"They don't have a lot of experience, but they're talented back there," defensive coordinator Andy Buh said. "I think we'll be alright."
3 KEYS TO CAL'S SEASON
Slowing down the opposition
There's no secret that a Sonny Dykes-coached team is going to score points. Louisiana Tech led the country at 51.5 points per game under Dykes last year and Cal put up 30 in its season-opening loss to Northwestern on Saturday. But whether or not Cal can slow opposing offenses is going to determine how well the Bears fare in 2013. Cal needs to find a way to not have every game turn into a track meet.Limiting mistakes
One of the risks of a hurry-up offense that aims to run as many offensive plays as possible is you open yourself up to the possibility of more mistakes. The Bears learned that first hand as QB Jared Goff had three passes intercepted in the opener, two of which were returned for TDs. With a roster loaded with inexperience, the Bears can ill afford to give opponents extra chances.Quick start
It will be tougher to find a more challenging schedule over the first four weeks of the season than that of Cal's. Already 0-1 after a tough loss to No. 22 Northwestern, the Bears get a breather this week against Portland State, but then must face No. 2 Ohio State and No. 3 Oregon in consecutive weeks. With the possibility of a 1-3 start staring Cal in the face, the Bears must at least be competitive in these early-season games to build confidence for a late-season push at a bowl game.
PLAYERS TO WATCH
The true freshman quarterback out of Marin Catholic was a surprising winner of the offseason competition to land the starting job. Goff has the size at 6-foot-4 to be successful in the Pac-12 and showed good poise in his first college start Saturday despite throwing three interceptions, two of which were deflected passes. If Goff can continue to put up monster numbers like the 445 yards he threw for Saturday and cut down on the mistakes, the Bears will be in good hands.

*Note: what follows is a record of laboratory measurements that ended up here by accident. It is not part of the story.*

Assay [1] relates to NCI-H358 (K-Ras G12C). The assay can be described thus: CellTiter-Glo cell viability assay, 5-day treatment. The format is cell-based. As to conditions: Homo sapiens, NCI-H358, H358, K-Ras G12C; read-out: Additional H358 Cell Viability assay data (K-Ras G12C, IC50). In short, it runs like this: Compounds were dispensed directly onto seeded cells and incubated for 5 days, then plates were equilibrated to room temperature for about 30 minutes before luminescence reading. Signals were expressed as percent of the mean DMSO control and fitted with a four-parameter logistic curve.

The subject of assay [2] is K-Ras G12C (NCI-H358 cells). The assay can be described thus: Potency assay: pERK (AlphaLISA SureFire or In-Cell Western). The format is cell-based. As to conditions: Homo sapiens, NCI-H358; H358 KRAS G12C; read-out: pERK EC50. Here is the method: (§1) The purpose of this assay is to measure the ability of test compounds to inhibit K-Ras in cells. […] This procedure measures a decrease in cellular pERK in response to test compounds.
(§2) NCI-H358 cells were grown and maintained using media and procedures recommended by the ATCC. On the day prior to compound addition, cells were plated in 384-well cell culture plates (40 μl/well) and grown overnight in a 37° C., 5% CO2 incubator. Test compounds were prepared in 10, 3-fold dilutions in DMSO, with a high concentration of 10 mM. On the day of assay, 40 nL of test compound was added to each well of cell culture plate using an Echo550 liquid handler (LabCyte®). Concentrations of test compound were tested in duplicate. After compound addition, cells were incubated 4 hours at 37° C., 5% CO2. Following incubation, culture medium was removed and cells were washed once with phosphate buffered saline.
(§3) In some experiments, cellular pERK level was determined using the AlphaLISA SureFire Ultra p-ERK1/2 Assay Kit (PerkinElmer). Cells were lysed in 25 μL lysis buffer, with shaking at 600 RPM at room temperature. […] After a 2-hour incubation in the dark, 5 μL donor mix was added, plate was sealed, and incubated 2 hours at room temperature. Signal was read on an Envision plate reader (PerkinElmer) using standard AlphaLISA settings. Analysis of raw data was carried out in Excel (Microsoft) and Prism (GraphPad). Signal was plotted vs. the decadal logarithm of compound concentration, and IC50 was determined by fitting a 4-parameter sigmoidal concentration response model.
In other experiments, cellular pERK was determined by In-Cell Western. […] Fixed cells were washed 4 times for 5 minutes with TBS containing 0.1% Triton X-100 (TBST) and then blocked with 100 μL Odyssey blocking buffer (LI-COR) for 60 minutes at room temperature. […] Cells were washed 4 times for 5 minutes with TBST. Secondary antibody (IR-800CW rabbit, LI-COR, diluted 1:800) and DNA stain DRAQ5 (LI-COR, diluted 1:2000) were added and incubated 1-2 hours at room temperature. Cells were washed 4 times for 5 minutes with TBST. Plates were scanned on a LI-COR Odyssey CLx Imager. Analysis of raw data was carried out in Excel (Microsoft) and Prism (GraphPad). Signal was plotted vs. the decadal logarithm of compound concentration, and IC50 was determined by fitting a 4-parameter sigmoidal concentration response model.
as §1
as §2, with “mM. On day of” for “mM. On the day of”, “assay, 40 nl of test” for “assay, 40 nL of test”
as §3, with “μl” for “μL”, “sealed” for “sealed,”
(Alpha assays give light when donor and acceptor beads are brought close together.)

The safety had a scare in early August when he had to be taken by ambulance to a hospital after a hard collision during practice. Sebastian eventually emerged OK and was dynamic in the season opener, leading the team in tackles with 11 and also intercepting a pass. The junior's ability to roam in the secondary and continue to make plays will be key throughout the season.
The running back flashed his big-play ability last year against Ohio State when he had 160 yards on just four carries. Now thrust into the starting role, Bigelow needs to deliver on a consistent basis. If the junior speedster can keep defenses honest in what figures to be a pass-heavy attack each week, it will make the Bears' offense that more dynamic.
Aug. 31 vs. Northwestern
Saturday vs. Portland St., 2 p.m.
Sept. 14 vs. Ohio St., 4 p.m.
Sept. 28 at Oregon, TBA
Oct. 5 vs. Washington St., TBA
Oct. 12 at UCLA, TBA
Oct. 19 vs. Oregon St., TBA
Oct. 26 at Washington, TBA
Nov. 2 vs. Arizona, TBA
Nov. 9 vs. USC, TBA
Nov. 16 at Colorado, TBA
Nov. 23 at Stanford, TBA